Hublot Big Bang MP-11 Magic Gold LE – $89,500
New watch alert! It’s LVMH new product week! The usual suspects have the news on all the new products. I’ve chosen the ugliest of the bunch, obviously. I mean, I’ve never seen a watch that makes such a big deal of its power reserve. Does anyone really care, to the point where the dial looks like an afterthought? I guess so; the 45mm Big Bang MP-11 Magic Gold is the [you-guessed-it] gold version of a watch previously released with a red ceramic case. The “magic” in the title refers to . . .
Hublot’s alloy. Hublot maintains that Magic metal makes the case 1000 times less prone to scratches than untreated 18k gold. Even so, ninety grand is a lot of scratch for an ugly, scratch resistant watch made of gold that doesn’t look like gold. I reckon the Big Bang is something of a damp squib. I blame the seven in-series mainspring barrels enabling Magic Mike’s all-too-public 14-day PR boast. The rest of Hublot’s new-for-2020 caliber HUB9011 is in there, somewhere. Highlight and delete? We report, you deride.
“Reminiscent of a jet engine, the highly complex case encloses an equally complex in-house movement,” MB&F’s web page copy advises. The second part of that sentence seem fair enough, but I reckon the Horological Machine N°9 looks like male genitalia. That said, if you go with the Flow, it has a certain [old school] Battlestar Galactica Viper vibe. No matter how you view it, when you see the new see-through sapphire version in action it really makes the grade . . .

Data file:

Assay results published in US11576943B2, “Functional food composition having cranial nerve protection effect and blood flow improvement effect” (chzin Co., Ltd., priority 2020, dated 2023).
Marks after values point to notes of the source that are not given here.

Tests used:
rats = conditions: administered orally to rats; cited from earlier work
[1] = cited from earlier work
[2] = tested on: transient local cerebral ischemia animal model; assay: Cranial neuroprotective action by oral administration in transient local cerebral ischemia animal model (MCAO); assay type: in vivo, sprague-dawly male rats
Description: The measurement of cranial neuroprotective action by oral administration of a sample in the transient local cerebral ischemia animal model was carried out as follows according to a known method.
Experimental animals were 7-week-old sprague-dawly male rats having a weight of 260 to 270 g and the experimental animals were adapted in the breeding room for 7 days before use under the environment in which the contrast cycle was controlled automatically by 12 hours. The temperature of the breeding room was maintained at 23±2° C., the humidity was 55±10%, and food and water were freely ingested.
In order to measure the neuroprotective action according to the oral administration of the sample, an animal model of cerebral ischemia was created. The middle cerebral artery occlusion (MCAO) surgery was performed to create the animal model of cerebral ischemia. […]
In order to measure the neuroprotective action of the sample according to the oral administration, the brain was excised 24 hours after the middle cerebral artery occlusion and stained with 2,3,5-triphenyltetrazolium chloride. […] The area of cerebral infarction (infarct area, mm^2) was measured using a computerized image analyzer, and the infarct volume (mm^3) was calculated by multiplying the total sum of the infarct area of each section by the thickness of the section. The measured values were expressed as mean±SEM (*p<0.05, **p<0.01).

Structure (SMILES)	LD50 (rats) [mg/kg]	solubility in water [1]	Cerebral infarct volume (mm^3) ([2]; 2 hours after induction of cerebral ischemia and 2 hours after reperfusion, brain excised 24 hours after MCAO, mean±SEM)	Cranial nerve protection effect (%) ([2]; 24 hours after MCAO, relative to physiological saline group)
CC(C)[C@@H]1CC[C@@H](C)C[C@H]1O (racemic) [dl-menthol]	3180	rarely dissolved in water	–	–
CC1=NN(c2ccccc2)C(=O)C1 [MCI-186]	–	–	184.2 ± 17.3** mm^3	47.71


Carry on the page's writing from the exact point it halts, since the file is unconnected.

Welcome back my friends to the show that never ends! Actually, the MB&F runs for 45 days on a full wind. New watch alert! The N°9 is awesome floating in air but wrist ridiculous. And there’s no way NOT to knock your $440k wristwatch into a door frame. Sure, the MB&F’s case is made of sapphire, but this horological space oddity won’t take a licking and keep on ticking (never mind a direct hit from a Cylon Raider). If you don’t understand it and don’t have FU money, MB&F’s Horological Machine N°9 Flow LE is not for you.
When the Chinese pandemic finally fizzles, I’m going to pop over to Nouméa. I want to find out why anyone would want to know the time on an island that’s 913.42 miles from Brisbane, which is also a long way from anywhere and doesn’t merit a mention on any world time watch. I’m not sure if Nouméa is as large as this 46mm pilot’s watch, but I am sure there are actual onions smaller than the timepiece’s onion crown. Oh. Frankfurt’s Next Level called. They want their restraint back.
What sets this IWC apart is a) it’s not a frilly font World Time 5131/1P and b) it’s easy to operate. Press the Timezoner’s bezel and rotate it to select a city. The inner wheel shows the hour at your chosen location, without messing with the main time. A new color doesn’t usually a new watch alert make, but blue is the Petit Prince’s “signature color.” The business-like-but-beautiful in-house 82670 caliber movement lacks color but not drama. The Petit Prince Timezoner is an ideal watch if you don’t know when to call friends and relatives trapped on a small French-speaking Pacific island and Siri’s giving you the cold shoulder. Just sayin’ . . .